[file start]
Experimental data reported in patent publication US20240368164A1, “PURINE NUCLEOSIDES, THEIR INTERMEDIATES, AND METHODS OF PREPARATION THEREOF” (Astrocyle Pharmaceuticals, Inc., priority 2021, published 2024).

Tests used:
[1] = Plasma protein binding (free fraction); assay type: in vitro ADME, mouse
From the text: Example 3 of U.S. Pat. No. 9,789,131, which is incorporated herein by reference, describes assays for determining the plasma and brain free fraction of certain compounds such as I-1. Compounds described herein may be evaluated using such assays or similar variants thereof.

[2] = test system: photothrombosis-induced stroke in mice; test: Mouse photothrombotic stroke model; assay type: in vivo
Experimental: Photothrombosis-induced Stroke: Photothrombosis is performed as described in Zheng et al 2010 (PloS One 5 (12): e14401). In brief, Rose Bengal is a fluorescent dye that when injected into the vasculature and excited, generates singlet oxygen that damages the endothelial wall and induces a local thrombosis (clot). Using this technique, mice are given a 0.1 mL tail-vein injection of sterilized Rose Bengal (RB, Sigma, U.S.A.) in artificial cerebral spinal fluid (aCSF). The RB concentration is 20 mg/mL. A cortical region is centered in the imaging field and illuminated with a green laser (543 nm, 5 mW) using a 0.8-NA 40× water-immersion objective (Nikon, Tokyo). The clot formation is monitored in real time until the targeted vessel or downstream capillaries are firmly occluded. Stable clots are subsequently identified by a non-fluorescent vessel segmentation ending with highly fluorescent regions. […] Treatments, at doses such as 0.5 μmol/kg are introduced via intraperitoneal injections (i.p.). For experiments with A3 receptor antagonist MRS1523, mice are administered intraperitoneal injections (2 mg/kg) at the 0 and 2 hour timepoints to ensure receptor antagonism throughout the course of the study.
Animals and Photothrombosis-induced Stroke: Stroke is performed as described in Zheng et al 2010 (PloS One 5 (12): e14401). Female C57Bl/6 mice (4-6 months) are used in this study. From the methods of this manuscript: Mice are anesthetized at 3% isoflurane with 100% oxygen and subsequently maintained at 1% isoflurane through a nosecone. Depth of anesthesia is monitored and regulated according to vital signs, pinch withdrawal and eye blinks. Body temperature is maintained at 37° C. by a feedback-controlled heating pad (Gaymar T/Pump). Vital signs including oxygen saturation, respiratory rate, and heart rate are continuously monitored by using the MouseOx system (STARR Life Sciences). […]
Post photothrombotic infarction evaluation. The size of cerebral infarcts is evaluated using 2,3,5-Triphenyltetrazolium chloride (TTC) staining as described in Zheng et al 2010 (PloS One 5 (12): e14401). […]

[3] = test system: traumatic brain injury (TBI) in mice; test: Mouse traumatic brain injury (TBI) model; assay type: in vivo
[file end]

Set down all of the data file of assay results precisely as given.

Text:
Experimental data reported in patent publication US20240368164A1, “PURINE NUCLEOSIDES, THEIR INTERMEDIATES, AND METHODS OF PREPARATION THEREOF” (Astrocyle Pharmaceuticals, Inc., priority 2021, published 2024).

Tests used:
[1] = Plasma protein binding (free fraction); assay type: in vitro ADME, mouse
From the text: Example 3 of U.S. Pat. No. 9,789,131, which is incorporated herein by reference, describes assays for determining the plasma and brain free fraction of certain compounds such as I-1. Compounds described herein may be evaluated using such assays or similar variants thereof.

[2] = test system: photothrombosis-induced stroke in mice; test: Mouse photothrombotic stroke model; assay type: in vivo
Experimental: Photothrombosis-induced Stroke: Photothrombosis is performed as described in Zheng et al 2010 (PloS One 5 (12): e14401). In brief, Rose Bengal is a fluorescent dye that when injected into the vasculature and excited, generates singlet oxygen that damages the endothelial wall and induces a local thrombosis (clot). Using this technique, mice are given a 0.1 mL tail-vein injection of sterilized Rose Bengal (RB, Sigma, U.S.A.) in artificial cerebral spinal fluid (aCSF). The RB concentration is 20 mg/mL. A cortical region is centered in the imaging field and illuminated with a green laser (543 nm, 5 mW) using a 0.8-NA 40× water-immersion objective (Nikon, Tokyo). The clot formation is monitored in real time until the targeted vessel or downstream capillaries are firmly occluded. Stable clots are subsequently identified by a non-fluorescent vessel segmentation ending with highly fluorescent regions. […] Treatments, at doses such as 0.5 μmol/kg are introduced via intraperitoneal injections (i.p.). For experiments with A3 receptor antagonist MRS1523, mice are administered intraperitoneal injections (2 mg/kg) at the 0 and 2 hour timepoints to ensure receptor antagonism throughout the course of the study.
Animals and Photothrombosis-induced Stroke: Stroke is performed as described in Zheng et al 2010 (PloS One 5 (12): e14401). Female C57Bl/6 mice (4-6 months) are used in this study. From the methods of this manuscript: Mice are anesthetized at 3% isoflurane with 100% oxygen and subsequently maintained at 1% isoflurane through a nosecone. Depth of anesthesia is monitored and regulated according to vital signs, pinch withdrawal and eye blinks. Body temperature is maintained at 37° C. by a feedback-controlled heating pad (Gaymar T/Pump). Vital signs including oxygen saturation, respiratory rate, and heart rate are continuously monitored by using the MouseOx system (STARR Life Sciences). […]
Post photothrombotic infarction evaluation. The size of cerebral infarcts is evaluated using 2,3,5-Triphenyltetrazolium chloride (TTC) staining as described in Zheng et al 2010 (PloS One 5 (12): e14401). […]

[3] = test system: traumatic brain injury (TBI) in mice; test: Mouse traumatic brain injury (TBI) model; assay type: in vivo